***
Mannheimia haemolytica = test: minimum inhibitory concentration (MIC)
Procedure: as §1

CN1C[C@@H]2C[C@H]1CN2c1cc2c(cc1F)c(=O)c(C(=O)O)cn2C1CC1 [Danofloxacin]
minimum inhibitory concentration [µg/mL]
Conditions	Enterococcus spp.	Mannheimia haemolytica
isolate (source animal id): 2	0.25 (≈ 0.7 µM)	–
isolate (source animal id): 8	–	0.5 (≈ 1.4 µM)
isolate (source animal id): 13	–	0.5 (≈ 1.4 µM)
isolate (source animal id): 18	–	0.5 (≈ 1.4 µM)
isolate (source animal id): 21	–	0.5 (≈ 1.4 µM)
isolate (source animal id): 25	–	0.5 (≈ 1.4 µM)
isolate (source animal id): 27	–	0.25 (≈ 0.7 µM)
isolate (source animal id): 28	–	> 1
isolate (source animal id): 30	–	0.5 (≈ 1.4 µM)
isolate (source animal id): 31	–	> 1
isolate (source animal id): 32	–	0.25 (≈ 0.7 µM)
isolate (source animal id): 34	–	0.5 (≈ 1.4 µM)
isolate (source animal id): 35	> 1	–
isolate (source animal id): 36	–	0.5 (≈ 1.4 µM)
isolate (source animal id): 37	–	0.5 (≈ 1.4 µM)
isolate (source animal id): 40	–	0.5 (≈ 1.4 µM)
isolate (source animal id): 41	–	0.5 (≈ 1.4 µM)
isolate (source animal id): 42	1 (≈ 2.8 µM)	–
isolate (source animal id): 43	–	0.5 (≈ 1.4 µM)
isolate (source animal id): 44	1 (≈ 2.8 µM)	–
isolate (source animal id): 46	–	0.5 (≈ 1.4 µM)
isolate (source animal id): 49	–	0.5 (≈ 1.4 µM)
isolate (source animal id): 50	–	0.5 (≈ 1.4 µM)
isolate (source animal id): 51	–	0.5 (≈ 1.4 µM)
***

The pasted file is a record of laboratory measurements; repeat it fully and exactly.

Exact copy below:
Mannheimia haemolytica = test: minimum inhibitory concentration (MIC)
Procedure: as §1

CN1C[C@@H]2C[C@H]1CN2c1cc2c(cc1F)c(=O)c(C(=O)O)cn2C1CC1 [Danofloxacin]
minimum inhibitory concentration [µg/mL]
Conditions	Enterococcus spp.	Mannheimia haemolytica
isolate (source animal id): 2	0.25 (≈ 0.7 µM)	–
isolate (source animal id): 8	–	0.5 (≈ 1.4 µM)
isolate (source animal id): 13	–	0.5 (≈ 1.4 µM)
isolate (source animal id): 18	–	0.5 (≈ 1.4 µM)
isolate (source animal id): 21	–	0.5 (≈ 1.4 µM)
isolate (source animal id): 25	–	0.5 (≈ 1.4 µM)
isolate (source animal id): 27	–	0.25 (≈ 0.7 µM)
isolate (source animal id): 28	–	> 1
isolate (source animal id): 30	–	0.5 (≈ 1.4 µM)
isolate (source animal id): 31	–	> 1
isolate (source animal id): 32	–	0.25 (≈ 0.7 µM)
isolate (source animal id): 34	–	0.5 (≈ 1.4 µM)
isolate (source animal id): 35	> 1	–
isolate (source animal id): 36	–	0.5 (≈ 1.4 µM)
isolate (source animal id): 37	–	0.5 (≈ 1.4 µM)
isolate (source animal id): 40	–	0.5 (≈ 1.4 µM)
isolate (source animal id): 41	–	0.5 (≈ 1.4 µM)
isolate (source animal id): 42	1 (≈ 2.8 µM)	–
isolate (source animal id): 43	–	0.5 (≈ 1.4 µM)
isolate (source animal id): 44	1 (≈ 2.8 µM)	–
isolate (source animal id): 46	–	0.5 (≈ 1.4 µM)
isolate (source animal id): 49	–	0.5 (≈ 1.4 µM)
isolate (source animal id): 50	–	0.5 (≈ 1.4 µM)
isolate (source animal id): 51	–	0.5 (≈ 1.4 µM)